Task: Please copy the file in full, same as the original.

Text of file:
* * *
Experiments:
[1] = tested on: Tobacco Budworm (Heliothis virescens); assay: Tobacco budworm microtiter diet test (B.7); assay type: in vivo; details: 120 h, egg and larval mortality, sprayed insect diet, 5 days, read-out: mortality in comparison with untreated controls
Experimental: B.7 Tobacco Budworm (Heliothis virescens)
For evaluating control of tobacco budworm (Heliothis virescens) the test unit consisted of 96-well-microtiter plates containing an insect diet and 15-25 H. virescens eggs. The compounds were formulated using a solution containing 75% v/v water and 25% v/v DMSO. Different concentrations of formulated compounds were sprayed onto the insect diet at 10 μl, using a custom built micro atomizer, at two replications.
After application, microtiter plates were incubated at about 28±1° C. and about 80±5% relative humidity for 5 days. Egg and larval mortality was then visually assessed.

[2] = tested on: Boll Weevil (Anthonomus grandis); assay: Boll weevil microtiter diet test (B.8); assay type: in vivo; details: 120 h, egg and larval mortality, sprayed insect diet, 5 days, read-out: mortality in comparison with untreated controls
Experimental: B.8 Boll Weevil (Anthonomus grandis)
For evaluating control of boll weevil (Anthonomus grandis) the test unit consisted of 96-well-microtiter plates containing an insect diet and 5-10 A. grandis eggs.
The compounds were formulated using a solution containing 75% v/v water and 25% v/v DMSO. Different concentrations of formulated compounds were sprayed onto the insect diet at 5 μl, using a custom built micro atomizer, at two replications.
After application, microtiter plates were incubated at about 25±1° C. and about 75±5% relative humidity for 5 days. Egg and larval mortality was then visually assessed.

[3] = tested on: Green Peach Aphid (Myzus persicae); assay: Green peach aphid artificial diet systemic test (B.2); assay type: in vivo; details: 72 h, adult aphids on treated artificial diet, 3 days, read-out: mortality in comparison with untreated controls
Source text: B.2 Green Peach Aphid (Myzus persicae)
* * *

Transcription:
Experiments:
[1] = tested on: Tobacco Budworm (Heliothis virescens); assay: Tobacco budworm microtiter diet test (B.7); assay type: in vivo; details: 120 h, egg and larval mortality, sprayed insect diet, 5 days, read-out: mortality in comparison with untreated controls
Experimental: B.7 Tobacco Budworm (Heliothis virescens)
For evaluating control of tobacco budworm (Heliothis virescens) the test unit consisted of 96-well-microtiter plates containing an insect diet and 15-25 H. virescens eggs. The compounds were formulated using a solution containing 75% v/v water and 25% v/v DMSO. Different concentrations of formulated compounds were sprayed onto the insect diet at 10 μl, using a custom built micro atomizer, at two replications.
After application, microtiter plates were incubated at about 28±1° C. and about 80±5% relative humidity for 5 days. Egg and larval mortality was then visually assessed.

[2] = tested on: Boll Weevil (Anthonomus grandis); assay: Boll weevil microtiter diet test (B.8); assay type: in vivo; details: 120 h, egg and larval mortality, sprayed insect diet, 5 days, read-out: mortality in comparison with untreated controls
Experimental: B.8 Boll Weevil (Anthonomus grandis)
For evaluating control of boll weevil (Anthonomus grandis) the test unit consisted of 96-well-microtiter plates containing an insect diet and 5-10 A. grandis eggs.
The compounds were formulated using a solution containing 75% v/v water and 25% v/v DMSO. Different concentrations of formulated compounds were sprayed onto the insect diet at 5 μl, using a custom built micro atomizer, at two replications.
After application, microtiter plates were incubated at about 25±1° C. and about 75±5% relative humidity for 5 days. Egg and larval mortality was then visually assessed.

[3] = tested on: Green Peach Aphid (Myzus persicae); assay: Green peach aphid artificial diet systemic test (B.2); assay type: in vivo; details: 72 h, adult aphids on treated artificial diet, 3 days, read-out: mortality in comparison with untreated controls
Source text: B.2 Green Peach Aphid (Myzus persicae)